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The shortlink option in the share tab

A shortlink is a link to a map, designed to be shorter than the normal URL. It can be generated by selecting the Shortlink option on the Share tab.


How the encoding works

8x8 division of the world with the character used for each square in OSM shortlink encoding

The URL is composed of followed by a binary quadtile address, encoded in ASCII (modified base64), with chars at the end to indicate relative zoom.

Each character encodes the location on a 8x8 chessboard, the first character is the location on the whole globe, next character is the location within that square, etc.

The binary address - for example 0101 - is used as follows:

  1. Imagine the lowest zoom tile - this contains the whole globe.
  2. Now - the first bit is 0, this indicates it's the left half of the tile.
  3. The second bit being 1 indicates it's the bottom left half in combination with the first bit.
  4. The second two bits work the same, further refining the location to the tile that is one sixteenth of the area of the world-tile, on the very bottom-left. (Antarctica, From 45 degrees south down to the pole, and from 90 degrees west to 180 degrees west)

This binary address is then encoded in ASCII by modified-base64, and a few chars are added at the end to indicate relative zoom. The length of the code gives the zoom level rounded to the nearest 3 and the appended code specifies the remainder.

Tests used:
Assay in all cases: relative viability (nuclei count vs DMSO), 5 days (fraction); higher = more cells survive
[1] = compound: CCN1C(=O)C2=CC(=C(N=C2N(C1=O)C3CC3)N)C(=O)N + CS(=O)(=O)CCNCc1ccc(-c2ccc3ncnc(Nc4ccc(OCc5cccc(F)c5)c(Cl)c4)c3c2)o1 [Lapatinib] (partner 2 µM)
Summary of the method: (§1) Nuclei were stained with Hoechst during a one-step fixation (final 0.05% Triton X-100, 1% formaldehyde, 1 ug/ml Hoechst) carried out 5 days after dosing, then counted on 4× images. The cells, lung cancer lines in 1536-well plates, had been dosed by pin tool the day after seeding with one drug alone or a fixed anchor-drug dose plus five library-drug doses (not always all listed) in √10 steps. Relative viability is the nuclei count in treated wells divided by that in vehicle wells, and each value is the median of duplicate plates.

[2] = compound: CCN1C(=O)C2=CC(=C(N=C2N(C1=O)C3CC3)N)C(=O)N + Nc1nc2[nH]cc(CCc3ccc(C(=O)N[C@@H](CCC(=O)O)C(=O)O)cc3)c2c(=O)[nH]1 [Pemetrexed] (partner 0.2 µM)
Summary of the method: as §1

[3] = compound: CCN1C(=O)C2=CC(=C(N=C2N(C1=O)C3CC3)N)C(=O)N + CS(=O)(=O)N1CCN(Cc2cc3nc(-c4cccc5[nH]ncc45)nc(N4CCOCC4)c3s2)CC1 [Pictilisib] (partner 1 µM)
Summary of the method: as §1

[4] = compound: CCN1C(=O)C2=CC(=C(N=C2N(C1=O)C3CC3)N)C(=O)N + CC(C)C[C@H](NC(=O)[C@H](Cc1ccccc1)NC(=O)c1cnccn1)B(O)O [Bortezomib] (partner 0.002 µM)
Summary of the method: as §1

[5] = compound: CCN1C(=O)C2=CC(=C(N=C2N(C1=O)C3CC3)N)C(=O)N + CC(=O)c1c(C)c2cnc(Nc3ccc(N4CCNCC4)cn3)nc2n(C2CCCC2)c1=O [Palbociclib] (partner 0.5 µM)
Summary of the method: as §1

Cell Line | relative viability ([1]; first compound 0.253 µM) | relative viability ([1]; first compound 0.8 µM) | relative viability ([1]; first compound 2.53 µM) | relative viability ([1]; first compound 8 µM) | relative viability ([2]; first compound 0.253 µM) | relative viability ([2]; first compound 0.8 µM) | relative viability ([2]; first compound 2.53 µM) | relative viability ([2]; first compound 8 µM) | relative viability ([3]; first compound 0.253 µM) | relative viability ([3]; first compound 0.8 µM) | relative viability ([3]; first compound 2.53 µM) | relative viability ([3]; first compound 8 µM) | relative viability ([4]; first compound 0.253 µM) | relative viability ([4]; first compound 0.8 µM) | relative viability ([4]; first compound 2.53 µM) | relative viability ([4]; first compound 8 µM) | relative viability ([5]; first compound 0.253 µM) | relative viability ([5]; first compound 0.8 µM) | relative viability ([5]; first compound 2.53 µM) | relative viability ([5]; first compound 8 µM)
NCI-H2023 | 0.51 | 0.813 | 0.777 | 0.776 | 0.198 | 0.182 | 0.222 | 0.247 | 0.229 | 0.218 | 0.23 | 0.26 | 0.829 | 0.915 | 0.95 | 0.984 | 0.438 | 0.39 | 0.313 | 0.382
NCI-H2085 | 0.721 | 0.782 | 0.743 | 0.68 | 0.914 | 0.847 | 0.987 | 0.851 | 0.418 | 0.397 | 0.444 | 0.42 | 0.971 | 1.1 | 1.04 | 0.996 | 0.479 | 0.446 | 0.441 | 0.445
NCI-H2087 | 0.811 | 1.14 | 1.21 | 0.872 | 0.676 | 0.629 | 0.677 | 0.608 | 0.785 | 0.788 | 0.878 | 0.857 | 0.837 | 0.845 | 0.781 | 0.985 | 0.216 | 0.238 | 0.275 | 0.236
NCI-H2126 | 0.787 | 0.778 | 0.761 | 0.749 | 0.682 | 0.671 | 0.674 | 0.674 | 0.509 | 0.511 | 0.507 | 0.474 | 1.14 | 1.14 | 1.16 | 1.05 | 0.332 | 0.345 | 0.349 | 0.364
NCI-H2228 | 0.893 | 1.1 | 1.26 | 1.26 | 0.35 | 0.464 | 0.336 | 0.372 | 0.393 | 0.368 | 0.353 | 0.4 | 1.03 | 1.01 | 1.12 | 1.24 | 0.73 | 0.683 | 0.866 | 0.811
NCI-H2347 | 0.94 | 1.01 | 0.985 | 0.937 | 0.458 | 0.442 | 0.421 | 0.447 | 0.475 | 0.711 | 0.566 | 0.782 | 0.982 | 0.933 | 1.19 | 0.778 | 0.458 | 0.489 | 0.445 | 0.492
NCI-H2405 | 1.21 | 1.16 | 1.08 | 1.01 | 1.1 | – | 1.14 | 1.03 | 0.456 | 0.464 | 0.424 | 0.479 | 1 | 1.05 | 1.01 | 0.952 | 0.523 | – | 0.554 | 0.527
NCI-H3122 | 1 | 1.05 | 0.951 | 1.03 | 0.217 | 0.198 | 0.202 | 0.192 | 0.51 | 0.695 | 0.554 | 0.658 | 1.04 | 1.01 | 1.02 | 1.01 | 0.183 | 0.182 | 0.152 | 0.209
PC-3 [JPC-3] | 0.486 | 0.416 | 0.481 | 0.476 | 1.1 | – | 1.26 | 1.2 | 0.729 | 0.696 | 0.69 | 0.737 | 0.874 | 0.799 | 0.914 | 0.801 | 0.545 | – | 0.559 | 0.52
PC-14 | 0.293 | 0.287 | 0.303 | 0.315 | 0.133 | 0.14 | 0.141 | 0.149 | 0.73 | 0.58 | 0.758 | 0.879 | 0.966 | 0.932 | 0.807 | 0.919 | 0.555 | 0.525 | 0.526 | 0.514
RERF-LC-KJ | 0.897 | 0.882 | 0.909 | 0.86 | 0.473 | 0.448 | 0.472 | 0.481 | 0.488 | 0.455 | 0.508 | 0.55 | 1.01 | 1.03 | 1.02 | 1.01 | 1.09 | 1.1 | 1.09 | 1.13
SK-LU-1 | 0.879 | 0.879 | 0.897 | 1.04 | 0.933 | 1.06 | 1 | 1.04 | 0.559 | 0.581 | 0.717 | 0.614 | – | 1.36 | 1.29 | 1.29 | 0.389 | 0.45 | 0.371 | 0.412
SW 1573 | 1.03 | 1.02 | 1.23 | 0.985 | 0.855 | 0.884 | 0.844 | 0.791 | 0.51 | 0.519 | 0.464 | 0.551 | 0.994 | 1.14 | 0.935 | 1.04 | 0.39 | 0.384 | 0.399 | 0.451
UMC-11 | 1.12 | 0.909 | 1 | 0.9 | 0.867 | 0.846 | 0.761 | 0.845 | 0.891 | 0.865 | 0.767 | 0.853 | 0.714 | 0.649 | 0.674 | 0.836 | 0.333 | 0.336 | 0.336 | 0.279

A marker pin reference for the centre of the map can be added to the shortlink by appending "?m", or by ticking the "Include marker" checkbox on the share tab, or if an alternative map layer or any other query has already been included use "&m". Using one of the above examples, will give the above view with a marker in the centre, will give the above view but with the Transport layer selected and a marker in the map centre.

Code for encoding & decoding

You can perform your own shortlink encoding and decoding, and it's worth noting that this is the fundamental advantage of using this URL format over other URL shortening services, where you are dependent on the continuity of that service. With these short links, the location information is truly encoded in the URL, and you can decode it algorithmically, without any database look-up, and independently of OpenStreetMap's servers. Unlike URL shortening services, we're not "using up" combinations of letters. We'll never need to make the URLs longer.

The reference code for encoding and decoding shortlinks is short_link.rb on github. Other implementations include:

If anyone has other language implementations, please feel free to link them here. We cannot guarantee the correctness of such code.

History of change

  • 2009-06-26: shortlink intrduced.
  • 2009-07-03: zoom adjustment character changed from "=" to "-". Decoder still supports older format.
  • 2011-11-25: "@" character in b64 encoding replaced with "~" due to Twitter issues. Decoder still supports older format.

See also